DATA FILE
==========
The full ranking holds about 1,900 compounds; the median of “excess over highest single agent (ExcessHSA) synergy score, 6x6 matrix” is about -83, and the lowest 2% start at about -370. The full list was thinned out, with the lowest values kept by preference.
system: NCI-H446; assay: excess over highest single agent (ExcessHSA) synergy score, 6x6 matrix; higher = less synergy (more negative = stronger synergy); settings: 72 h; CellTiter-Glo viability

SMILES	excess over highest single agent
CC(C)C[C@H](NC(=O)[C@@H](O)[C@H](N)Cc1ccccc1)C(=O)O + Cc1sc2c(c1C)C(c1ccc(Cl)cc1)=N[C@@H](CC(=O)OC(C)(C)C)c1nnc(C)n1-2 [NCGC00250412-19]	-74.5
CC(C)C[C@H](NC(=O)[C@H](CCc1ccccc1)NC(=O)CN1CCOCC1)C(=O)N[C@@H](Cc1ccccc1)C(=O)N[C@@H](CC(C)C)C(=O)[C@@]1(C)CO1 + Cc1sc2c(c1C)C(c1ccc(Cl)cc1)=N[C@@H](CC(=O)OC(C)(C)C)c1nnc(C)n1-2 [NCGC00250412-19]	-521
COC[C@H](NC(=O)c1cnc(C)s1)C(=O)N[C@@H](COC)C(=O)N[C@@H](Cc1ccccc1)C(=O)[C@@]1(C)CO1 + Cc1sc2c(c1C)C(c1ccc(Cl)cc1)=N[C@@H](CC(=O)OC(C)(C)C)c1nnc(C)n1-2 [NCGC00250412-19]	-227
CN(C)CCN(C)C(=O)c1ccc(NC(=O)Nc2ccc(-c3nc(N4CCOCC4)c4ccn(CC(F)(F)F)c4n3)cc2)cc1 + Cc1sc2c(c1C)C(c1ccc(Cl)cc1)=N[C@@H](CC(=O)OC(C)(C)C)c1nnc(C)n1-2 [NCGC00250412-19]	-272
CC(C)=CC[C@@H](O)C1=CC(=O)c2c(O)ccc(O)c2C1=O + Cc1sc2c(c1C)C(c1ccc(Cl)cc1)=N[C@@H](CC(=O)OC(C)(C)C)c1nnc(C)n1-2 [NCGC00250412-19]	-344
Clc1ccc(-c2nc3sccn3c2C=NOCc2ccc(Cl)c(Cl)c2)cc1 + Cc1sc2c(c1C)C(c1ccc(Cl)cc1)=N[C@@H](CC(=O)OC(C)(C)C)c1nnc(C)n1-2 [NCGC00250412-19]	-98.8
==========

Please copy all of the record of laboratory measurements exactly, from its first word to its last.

The full ranking holds about 1,900 compounds; the median of “excess over highest single agent (ExcessHSA) synergy score, 6x6 matrix” is about -83, and the lowest 2% start at about -370. The full list was thinned out, with the lowest values kept by preference.
system: NCI-H446; assay: excess over highest single agent (ExcessHSA) synergy score, 6x6 matrix; higher = less synergy (more negative = stronger synergy); settings: 72 h; CellTiter-Glo viability

SMILES	excess over highest single agent
CC(C)C[C@H](NC(=O)[C@@H](O)[C@H](N)Cc1ccccc1)C(=O)O + Cc1sc2c(c1C)C(c1ccc(Cl)cc1)=N[C@@H](CC(=O)OC(C)(C)C)c1nnc(C)n1-2 [NCGC00250412-19]	-74.5
CC(C)C[C@H](NC(=O)[C@H](CCc1ccccc1)NC(=O)CN1CCOCC1)C(=O)N[C@@H](Cc1ccccc1)C(=O)N[C@@H](CC(C)C)C(=O)[C@@]1(C)CO1 + Cc1sc2c(c1C)C(c1ccc(Cl)cc1)=N[C@@H](CC(=O)OC(C)(C)C)c1nnc(C)n1-2 [NCGC00250412-19]	-521
COC[C@H](NC(=O)c1cnc(C)s1)C(=O)N[C@@H](COC)C(=O)N[C@@H](Cc1ccccc1)C(=O)[C@@]1(C)CO1 + Cc1sc2c(c1C)C(c1ccc(Cl)cc1)=N[C@@H](CC(=O)OC(C)(C)C)c1nnc(C)n1-2 [NCGC00250412-19]	-227
CN(C)CCN(C)C(=O)c1ccc(NC(=O)Nc2ccc(-c3nc(N4CCOCC4)c4ccn(CC(F)(F)F)c4n3)cc2)cc1 + Cc1sc2c(c1C)C(c1ccc(Cl)cc1)=N[C@@H](CC(=O)OC(C)(C)C)c1nnc(C)n1-2 [NCGC00250412-19]	-272
CC(C)=CC[C@@H](O)C1=CC(=O)c2c(O)ccc(O)c2C1=O + Cc1sc2c(c1C)C(c1ccc(Cl)cc1)=N[C@@H](CC(=O)OC(C)(C)C)c1nnc(C)n1-2 [NCGC00250412-19]	-344
Clc1ccc(-c2nc3sccn3c2C=NOCc2ccc(Cl)c(Cl)c2)cc1 + Cc1sc2c(c1C)C(c1ccc(Cl)cc1)=N[C@@H](CC(=O)OC(C)(C)C)c1nnc(C)n1-2 [NCGC00250412-19]	-98.8